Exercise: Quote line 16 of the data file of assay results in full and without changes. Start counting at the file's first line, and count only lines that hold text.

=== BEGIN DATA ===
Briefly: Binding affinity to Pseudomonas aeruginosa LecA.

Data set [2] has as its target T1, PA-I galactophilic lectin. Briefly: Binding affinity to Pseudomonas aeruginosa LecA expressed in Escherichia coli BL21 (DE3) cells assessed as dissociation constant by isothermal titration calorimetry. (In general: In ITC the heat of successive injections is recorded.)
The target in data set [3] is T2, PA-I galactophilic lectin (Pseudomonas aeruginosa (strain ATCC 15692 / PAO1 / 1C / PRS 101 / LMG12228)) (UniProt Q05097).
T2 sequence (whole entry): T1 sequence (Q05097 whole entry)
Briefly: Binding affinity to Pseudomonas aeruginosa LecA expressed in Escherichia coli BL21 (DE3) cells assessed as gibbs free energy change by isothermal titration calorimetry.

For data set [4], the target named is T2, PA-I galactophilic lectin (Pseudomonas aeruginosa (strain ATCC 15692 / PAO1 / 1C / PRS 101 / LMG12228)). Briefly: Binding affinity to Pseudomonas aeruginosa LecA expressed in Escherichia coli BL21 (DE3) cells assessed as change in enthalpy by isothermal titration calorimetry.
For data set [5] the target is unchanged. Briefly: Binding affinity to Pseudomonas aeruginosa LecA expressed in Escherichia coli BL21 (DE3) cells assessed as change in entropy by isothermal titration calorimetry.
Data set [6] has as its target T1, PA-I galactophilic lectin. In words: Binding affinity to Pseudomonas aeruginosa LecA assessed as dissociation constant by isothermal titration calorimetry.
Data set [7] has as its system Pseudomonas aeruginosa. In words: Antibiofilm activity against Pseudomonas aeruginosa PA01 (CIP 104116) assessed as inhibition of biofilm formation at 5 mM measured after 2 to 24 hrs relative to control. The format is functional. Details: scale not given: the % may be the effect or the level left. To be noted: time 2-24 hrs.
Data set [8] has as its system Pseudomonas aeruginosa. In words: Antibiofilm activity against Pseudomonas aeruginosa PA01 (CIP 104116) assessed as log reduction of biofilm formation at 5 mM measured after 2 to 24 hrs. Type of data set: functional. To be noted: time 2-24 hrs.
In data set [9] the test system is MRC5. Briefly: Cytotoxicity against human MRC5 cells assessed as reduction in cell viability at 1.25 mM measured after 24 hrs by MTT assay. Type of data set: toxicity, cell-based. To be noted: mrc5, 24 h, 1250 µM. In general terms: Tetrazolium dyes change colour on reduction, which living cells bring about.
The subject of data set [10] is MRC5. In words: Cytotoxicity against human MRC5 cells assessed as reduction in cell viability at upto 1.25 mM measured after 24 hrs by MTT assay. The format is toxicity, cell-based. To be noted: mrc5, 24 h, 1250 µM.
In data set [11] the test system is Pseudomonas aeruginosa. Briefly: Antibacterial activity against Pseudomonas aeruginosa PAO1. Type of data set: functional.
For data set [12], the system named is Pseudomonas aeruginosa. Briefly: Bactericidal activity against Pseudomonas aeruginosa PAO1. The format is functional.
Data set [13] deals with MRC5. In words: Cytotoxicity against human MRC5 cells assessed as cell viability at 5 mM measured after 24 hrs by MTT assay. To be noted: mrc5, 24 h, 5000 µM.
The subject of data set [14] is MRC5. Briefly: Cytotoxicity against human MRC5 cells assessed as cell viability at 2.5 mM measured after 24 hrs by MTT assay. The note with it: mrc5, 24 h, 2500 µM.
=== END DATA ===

The subject of data set [14] is MRC5. Briefly: Cytotoxicity against human MRC5 cells assessed as cell viability at 2.5 mM measured after 24 hrs by MTT assay. The note with it: mrc5, 24 h, 2500 µM.